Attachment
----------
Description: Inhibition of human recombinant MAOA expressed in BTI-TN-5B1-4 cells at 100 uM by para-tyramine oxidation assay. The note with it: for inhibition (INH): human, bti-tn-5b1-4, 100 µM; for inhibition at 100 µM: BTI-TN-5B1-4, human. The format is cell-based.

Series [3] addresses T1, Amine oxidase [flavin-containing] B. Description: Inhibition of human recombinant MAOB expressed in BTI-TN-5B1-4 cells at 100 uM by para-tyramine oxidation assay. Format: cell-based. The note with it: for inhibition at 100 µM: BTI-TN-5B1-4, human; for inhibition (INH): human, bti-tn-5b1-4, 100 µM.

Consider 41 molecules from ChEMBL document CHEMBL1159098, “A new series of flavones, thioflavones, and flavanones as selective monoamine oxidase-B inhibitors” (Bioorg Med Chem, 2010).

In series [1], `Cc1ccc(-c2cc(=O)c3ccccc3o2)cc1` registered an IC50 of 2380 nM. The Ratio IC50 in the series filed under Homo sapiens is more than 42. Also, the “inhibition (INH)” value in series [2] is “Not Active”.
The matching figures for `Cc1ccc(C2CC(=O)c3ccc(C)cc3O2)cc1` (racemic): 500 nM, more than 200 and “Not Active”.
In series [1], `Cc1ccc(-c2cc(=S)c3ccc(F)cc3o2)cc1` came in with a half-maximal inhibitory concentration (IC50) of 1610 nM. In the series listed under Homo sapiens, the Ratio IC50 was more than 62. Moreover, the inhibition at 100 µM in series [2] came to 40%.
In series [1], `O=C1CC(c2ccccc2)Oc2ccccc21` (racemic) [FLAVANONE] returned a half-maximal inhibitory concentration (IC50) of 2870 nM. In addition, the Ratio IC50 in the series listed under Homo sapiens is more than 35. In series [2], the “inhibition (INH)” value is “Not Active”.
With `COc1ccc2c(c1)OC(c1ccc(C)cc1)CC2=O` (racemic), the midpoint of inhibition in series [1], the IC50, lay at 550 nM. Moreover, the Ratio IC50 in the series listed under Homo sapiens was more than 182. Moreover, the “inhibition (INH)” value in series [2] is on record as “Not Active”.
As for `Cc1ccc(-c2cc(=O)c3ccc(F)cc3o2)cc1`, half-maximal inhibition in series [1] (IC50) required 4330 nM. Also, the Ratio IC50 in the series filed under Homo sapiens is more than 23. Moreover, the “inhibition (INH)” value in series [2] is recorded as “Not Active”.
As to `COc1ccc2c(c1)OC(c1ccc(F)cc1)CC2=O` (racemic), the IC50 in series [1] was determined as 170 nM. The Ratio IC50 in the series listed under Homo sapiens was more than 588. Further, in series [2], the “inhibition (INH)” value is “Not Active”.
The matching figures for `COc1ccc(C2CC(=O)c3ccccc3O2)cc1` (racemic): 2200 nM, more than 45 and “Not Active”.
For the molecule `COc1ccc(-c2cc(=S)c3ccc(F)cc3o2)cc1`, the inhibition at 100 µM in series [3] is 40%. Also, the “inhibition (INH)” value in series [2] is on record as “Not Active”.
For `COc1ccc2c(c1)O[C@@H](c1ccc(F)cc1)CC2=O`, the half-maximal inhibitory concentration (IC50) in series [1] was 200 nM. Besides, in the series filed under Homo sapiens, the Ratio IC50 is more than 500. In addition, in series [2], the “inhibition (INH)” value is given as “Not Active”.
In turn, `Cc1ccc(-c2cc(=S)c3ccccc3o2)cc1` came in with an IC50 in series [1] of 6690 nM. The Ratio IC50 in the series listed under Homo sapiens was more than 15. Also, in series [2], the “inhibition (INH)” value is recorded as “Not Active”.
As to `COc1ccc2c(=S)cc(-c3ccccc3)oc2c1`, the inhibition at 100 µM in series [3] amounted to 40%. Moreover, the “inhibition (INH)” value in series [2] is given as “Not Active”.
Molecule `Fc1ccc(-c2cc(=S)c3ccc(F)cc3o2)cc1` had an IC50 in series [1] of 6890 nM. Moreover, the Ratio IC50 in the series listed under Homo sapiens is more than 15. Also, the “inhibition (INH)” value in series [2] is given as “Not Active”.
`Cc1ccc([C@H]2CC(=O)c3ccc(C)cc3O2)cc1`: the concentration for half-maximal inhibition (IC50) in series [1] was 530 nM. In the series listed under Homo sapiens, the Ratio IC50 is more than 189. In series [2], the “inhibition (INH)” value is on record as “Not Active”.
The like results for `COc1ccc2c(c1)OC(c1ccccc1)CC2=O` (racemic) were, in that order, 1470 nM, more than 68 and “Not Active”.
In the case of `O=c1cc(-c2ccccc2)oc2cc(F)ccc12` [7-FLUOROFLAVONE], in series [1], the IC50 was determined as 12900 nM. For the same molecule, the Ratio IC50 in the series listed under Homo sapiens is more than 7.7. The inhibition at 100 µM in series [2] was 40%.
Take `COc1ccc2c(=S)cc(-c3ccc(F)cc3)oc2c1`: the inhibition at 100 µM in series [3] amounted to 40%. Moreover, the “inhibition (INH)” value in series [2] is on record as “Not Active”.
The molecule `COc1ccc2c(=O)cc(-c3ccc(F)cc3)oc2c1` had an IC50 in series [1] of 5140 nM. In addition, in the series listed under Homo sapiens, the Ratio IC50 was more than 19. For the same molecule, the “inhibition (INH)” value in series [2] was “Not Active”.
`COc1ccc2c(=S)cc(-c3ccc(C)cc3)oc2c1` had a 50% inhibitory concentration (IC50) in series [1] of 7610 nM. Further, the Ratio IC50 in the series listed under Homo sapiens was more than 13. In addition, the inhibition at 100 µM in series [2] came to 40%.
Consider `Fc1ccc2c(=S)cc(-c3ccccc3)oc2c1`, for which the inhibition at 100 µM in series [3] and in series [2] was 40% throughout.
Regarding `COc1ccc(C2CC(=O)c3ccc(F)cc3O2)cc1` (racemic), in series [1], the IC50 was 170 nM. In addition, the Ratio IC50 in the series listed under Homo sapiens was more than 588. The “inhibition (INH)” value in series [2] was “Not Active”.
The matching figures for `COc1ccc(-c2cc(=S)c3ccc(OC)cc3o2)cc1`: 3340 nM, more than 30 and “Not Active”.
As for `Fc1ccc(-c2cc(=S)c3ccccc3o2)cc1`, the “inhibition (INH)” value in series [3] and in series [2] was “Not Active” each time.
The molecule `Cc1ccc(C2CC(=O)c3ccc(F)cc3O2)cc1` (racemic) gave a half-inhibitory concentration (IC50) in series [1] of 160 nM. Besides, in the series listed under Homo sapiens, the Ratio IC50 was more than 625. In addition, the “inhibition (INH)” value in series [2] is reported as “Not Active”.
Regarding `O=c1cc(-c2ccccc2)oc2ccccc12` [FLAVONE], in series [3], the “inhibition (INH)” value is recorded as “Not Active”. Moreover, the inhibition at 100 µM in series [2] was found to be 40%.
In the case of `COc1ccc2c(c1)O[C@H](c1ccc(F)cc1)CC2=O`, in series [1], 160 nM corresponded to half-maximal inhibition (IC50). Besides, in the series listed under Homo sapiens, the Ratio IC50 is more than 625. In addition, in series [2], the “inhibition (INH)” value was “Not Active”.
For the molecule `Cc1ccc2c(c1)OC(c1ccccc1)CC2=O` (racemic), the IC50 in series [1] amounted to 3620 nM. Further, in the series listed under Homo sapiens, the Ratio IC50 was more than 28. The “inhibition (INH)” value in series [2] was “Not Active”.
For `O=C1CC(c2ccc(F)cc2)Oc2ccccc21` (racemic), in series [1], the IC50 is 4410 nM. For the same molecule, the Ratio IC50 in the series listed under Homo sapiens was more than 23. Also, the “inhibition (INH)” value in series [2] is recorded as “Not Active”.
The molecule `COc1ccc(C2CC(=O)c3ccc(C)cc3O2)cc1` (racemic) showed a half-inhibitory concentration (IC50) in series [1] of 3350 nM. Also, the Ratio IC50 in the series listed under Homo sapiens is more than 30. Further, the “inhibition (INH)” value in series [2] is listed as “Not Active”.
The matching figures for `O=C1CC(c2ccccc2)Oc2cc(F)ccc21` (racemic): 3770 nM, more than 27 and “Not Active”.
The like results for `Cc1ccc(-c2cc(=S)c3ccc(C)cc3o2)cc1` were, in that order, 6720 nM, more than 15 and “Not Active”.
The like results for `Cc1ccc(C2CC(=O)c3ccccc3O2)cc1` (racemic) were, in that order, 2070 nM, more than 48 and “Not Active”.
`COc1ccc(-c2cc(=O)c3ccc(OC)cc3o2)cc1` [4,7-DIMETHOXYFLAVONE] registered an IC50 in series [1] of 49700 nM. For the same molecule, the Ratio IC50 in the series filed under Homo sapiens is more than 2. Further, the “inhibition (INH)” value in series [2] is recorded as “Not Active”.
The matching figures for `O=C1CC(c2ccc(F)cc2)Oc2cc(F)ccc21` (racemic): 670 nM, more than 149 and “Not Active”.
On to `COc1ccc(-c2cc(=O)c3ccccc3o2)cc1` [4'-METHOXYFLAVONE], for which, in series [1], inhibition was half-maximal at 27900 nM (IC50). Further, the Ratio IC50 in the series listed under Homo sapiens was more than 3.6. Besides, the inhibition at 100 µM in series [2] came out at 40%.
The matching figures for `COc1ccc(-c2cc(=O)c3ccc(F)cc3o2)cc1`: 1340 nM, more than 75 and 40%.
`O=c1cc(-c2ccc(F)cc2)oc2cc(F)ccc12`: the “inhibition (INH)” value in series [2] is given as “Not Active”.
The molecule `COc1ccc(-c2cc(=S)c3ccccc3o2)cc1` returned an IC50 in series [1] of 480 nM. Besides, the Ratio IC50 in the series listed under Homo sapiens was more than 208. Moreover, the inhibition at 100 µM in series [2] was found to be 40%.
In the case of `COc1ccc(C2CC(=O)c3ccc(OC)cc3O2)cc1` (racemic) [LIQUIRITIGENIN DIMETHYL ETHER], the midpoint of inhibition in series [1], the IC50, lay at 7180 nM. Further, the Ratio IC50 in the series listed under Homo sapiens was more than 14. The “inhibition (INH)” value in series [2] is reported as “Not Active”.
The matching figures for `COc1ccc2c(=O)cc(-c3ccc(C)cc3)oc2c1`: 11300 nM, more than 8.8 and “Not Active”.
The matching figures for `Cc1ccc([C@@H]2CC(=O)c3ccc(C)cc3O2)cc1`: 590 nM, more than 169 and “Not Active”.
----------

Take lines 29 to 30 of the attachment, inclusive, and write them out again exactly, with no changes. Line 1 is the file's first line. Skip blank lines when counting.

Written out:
In the case of `COc1ccc2c(c1)O[C@H](c1ccc(F)cc1)CC2=O`, in series [1], 160 nM corresponded to half-maximal inhibition (IC50). Besides, in the series listed under Homo sapiens, the Ratio IC50 is more than 625. In addition, in series [2], the “inhibition (INH)” value was “Not Active”.
For the molecule `Cc1ccc2c(c1)OC(c1ccccc1)CC2=O` (racemic), the IC50 in series [1] amounted to 3620 nM. Further, in the series listed under Homo sapiens, the Ratio IC50 was more than 28. The “inhibition (INH)” value in series [2] was “Not Active”.